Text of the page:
Dositej Obradovic

The following article is from The Great Soviet Encyclopedia (1979). It might be outdated or ideologically biased.

Obradović, Dositej


(before taking monastic vows, Dimitrije Obradović). Born circa 1742, in Cakovo, Vojvodina; died Mar. 28, 1811, in Belgrade. Serbian educator and writer.

The son of an artisan, Obradović traveled in many European countries, including Russia (he was in Byelorussia in 1787), and studied at German universities. He was the first minister of education in Serbia. Obradović was the author of philosophical and moralistic works, as well as poetry and songs. He translated Aesop’s fables and the works of other fabulists.

Obradović was the first to write in the vernacular Serbian language. His autobiographical novel The Life and Adventures of Dimitrije Obradović (parts 1–2, 1783–88) was the first secular work published in Serbian. Obradović wrote patriotic poetry dealing with the Serbian people’s struggle for liberation.


Sabrana deia, vols. 1–3. Belgrade, 1961.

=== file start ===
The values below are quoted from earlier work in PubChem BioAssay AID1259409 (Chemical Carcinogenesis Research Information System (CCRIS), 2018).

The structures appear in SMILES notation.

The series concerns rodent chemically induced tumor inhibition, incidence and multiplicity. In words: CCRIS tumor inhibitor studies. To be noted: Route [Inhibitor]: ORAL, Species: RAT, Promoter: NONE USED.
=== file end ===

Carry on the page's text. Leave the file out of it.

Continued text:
Radchenko, K. F. D. Obradovićh i ego literaturnaia deiatel’nost’. Kiev, 1897.
Gavelać. D. Obradović, 2nd ed. Belgrade, 1955.
The Great Soviet Encyclopedia, 3rd Edition (1970-1979). © 2010 The Gale Group, Inc. All rights reserved.
References in periodicals archive ?
These include Serbian reformer and revolutionary Vuk Karadzic (1787 a 1864) who published Bulgarian folklore songs from Macedonia without hiding their Bulgarian origin, or Serbian educator and author Dositej Obradovic (1742-1811), or Bulgarian revolutionary leader Haydut Velko Petrov (1780-1813) who was active in Serbia's liberation from Ottoman Turkey.
Dositej Obradovic is one of the most deserving men in Serbian literature.